Creating a compelling graphic novel is something I've aspired to since I first read about the concept in 1974. I have envisioned it as a movie on paper and in that regard my vision has invariably outstripped my talents. I can see the scenes, but distilling it down to a compelling and consistent narrative has eluded me.

   Last Monday when we drove down to the Old Pueblo to see the Cats play I saw an old landmark with new eyes. Both coming and going to Tucson I was struck with the looming volcanic neck that many pioneers, including the Oatmans, saw on their fateful journey.

Picacho Peak Is Redundant In More Ways Than One:

Daily Whip Out #1: "The Approach To Picacho"

Daily Whip Out #2: "Dust Storm Over Pichacho"

Daily Whip Out #3: "Rest Stop Near Picacho"

Daily Whip Out #4: "Dust Storm at Picacho"

   I have been driving by this historic landmark since 1964 and it never occurred to me that Picacho Peak is redundant. This redundancy was pointed out to me by Shawn Swart, who informed me that Picacho is Spanish for Big Peak, so, like Table Mesa, The Rio Grande River and the Sierra Estrella Mountains, we get some redundant and humorous mash-ups when Anglos and Spanish speakers meet.

"How about New River Road? It's not new, there is no river and it's not much of a road either."
—Larry Berger

Thursday, December 21, 2017

Cold Canyon Cuties & Mason's Hot Toddy

December 21, 2017
   We motored up north yesterday so our daughter-in-law could finally see The Grand Canyon (she lived here four years before they moved back to Thailand and, like many other Zonies, never went). We decided to fix that! We spent the night in Flag at Little America and we got up this morning to snow and a freezing wind.

The Tom Bell fam dam in the parking lot of Martann's this morning where it was 22 degrees!

   We are long time fans of Martann's and for Tom Bell this was sort of old home week.

Pattarapan and Harper in Martann's this morning.

One happy boy with Martann's huevos rancheros.

   After huevos rancheros and plenty of hot coffee, we motored the back way past the Snow Bowl and saw more than one car in the ditch from treacherous black ice. The temperature dropped to 14 degrees with snow flurries all the way to Valle where we slid out into oncoming traffic when we tried to stop. Fortunately we ran into nobody and cruised on semi-oblivious to our perilous close call.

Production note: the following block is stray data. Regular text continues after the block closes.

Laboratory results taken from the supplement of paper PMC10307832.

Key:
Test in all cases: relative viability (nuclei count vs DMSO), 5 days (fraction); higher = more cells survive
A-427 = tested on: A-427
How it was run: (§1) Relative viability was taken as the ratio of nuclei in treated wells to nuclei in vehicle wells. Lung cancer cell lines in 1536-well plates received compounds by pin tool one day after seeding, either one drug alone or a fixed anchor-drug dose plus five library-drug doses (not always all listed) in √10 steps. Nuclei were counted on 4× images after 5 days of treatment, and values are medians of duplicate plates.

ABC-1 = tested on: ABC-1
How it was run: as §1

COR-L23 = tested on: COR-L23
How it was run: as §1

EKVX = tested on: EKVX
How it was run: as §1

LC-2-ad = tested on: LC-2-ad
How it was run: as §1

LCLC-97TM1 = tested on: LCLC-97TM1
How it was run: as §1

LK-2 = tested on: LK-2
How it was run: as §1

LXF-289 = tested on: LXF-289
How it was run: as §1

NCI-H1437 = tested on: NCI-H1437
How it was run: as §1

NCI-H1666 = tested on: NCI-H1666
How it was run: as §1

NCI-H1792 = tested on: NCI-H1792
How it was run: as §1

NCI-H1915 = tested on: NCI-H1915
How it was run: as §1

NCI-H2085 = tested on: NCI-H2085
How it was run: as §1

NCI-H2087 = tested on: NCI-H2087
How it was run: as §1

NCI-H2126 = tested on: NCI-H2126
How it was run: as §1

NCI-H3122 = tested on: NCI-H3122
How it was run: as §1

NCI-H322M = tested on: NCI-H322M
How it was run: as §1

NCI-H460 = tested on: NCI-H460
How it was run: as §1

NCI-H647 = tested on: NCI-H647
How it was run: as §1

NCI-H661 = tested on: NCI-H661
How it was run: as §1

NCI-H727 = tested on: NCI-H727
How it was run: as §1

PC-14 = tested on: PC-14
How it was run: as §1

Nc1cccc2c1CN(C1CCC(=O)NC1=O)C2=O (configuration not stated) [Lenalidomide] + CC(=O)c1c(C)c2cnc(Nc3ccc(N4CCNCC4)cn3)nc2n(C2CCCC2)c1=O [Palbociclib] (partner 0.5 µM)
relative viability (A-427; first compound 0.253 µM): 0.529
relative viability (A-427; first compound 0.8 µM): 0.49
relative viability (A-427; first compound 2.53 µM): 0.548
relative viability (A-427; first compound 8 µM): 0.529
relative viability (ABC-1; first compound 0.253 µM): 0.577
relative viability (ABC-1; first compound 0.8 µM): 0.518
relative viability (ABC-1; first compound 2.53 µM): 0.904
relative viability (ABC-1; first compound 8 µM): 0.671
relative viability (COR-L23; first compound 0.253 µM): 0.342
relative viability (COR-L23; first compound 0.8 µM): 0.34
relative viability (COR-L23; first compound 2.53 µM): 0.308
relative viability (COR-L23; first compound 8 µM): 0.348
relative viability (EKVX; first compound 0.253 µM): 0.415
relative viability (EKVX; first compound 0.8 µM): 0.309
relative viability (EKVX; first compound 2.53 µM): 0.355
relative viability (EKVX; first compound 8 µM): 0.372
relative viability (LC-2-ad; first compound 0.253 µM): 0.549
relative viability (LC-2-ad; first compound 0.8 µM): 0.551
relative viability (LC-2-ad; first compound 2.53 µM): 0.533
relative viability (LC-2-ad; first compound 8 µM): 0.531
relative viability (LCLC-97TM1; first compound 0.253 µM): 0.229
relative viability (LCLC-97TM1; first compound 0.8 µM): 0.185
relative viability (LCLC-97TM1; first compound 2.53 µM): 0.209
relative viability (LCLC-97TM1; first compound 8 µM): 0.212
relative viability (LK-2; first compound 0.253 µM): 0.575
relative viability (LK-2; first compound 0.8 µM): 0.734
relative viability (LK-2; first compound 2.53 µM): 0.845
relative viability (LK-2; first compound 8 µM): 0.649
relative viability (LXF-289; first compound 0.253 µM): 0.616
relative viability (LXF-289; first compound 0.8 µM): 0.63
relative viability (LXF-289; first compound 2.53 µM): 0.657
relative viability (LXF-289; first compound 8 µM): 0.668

At the South Rim it was even colder, windy and icy, with the wind chill factor making it close to zero. Went inside Bright Angel Lodge to get warm, where I found the solution in the bar.

Mason's Hot Toddy

   Thus steeled, I ventured outside.

One cold Kingman boy on the South Rim.

   Dang, it was frigid! Whenever I experience this severe cold, even in small doses, I always think of my Hualapai brothers. How in the hell did they survive out here?

Canyon Cuties

"Golly what a gully."
—Teddy Roosevelt

Wednesday, December 20, 2017

A Continuous Picnic Goes South

December 20, 2017
   Like so many bad trips, it started out as a fun adventure. The so-called Brewster wagon train left Independence, Missouri on August 10, 1850. Ninety-three religious pioneers seeking a life in the Land of Bashan, were headed West in 43 wagons, loaded down with eight months worth of provisions. One of the young women accompanying the train described their stock of foods and preparation: "Each wagon had a supply of jerked meat, dried apples and berries, flour corn beef, meal, preserved fruits, bacon and beans that we had prepared during the spring months. . ."

   Young Susan Thompson also said of their journey, "It was a continuous picnic and excitement was plentiful." They stopped every two or three days and "while the women baked and washed, the men hunted for antelopes and buffaloes or smaller game. Often when we were camped near a stream, we had quantities of fresh fish."